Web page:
Aesop's Fables: The Crow and the Serpent and Other Stories
. Shree Book Centre . Mumbai, India
PZ8.2.B36Ae 2012 (Carlson Fable Collection, BIC bldg)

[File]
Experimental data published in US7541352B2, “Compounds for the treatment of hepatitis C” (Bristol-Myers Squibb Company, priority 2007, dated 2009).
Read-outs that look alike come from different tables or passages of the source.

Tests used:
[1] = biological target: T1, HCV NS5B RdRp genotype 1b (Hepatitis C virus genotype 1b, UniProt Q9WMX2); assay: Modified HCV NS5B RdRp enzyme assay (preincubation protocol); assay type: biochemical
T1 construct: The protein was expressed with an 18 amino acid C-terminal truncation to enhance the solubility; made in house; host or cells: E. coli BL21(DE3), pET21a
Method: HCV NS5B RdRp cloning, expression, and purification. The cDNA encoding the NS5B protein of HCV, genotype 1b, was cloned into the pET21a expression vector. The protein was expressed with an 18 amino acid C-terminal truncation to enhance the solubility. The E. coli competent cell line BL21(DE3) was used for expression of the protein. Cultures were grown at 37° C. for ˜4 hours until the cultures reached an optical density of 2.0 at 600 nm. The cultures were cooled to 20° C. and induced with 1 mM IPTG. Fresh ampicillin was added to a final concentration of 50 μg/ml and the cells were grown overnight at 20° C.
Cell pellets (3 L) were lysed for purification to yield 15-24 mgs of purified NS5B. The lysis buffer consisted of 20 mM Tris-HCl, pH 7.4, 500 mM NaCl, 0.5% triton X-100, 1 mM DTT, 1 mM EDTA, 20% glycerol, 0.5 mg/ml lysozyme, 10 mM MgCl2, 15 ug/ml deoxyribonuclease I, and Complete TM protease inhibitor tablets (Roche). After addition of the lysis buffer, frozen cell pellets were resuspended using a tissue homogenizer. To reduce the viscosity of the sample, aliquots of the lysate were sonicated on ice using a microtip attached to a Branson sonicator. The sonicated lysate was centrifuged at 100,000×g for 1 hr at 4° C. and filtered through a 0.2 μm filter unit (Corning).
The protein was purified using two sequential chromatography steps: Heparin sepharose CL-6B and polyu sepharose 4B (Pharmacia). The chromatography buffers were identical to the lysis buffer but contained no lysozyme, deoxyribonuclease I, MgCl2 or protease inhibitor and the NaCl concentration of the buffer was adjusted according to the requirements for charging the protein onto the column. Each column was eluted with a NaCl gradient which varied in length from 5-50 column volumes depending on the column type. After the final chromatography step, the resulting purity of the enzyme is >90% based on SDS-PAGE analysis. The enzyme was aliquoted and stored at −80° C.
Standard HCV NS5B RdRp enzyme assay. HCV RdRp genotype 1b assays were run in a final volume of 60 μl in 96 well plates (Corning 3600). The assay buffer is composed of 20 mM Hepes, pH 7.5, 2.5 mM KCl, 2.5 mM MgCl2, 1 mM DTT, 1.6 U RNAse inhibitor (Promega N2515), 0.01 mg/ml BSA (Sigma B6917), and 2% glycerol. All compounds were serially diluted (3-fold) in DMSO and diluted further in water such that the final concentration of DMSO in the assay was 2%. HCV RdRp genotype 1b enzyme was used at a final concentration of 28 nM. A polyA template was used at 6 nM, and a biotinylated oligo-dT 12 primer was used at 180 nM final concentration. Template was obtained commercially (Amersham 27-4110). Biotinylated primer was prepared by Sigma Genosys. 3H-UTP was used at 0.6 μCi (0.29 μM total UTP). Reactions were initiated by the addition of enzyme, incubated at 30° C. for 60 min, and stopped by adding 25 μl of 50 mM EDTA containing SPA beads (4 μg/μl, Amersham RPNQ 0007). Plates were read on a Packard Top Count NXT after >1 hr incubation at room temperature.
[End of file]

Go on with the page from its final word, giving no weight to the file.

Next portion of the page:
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This book seems to be the third in a series of twenty books, thirteen of which present Aesop's fables. That is surprising, since the book contains sixty fables. Most series present only some one hundred fables; this series must be presenting 780 of them! A special feature of this book is its purple titles and morals. Also, each fable has an animated black-and-white cartoon. There is a T of C on 5-7. A test of the first few fables finds the tellings sometimes slipshod or at least curious. In The Monkeys and Their Mother (10), the story goes out of its way to make the point that a neglected baby usually grows weak and dies. In this case, he becomes strong. There is no crisis and no flight from a predator. The mother asks the weaker baby how he grew strong. I have a strong will to live. Close enough, but the old fable is gone. Similarly, Jupiter gives a strange answer to Minerva when she chooses the olive: To avoid any quarrels, we chose trees that don't bear any fruits (17). I think the original fable stresses Athena's attention to effectiveness and practicality while other gods are attracted only to beauty. Jupiter's strange comment undercuts the surprising wisdom of her choice. The cover features a man in a boat with a snake, crow, and lamb on the shore. The title-fable is on 27 and does not include either the lamb or the man in the boat. The back cover lists the other volumes in the Shree Timeless Fables series. Is that a bald Aesop on the title-page and in the cover's boat?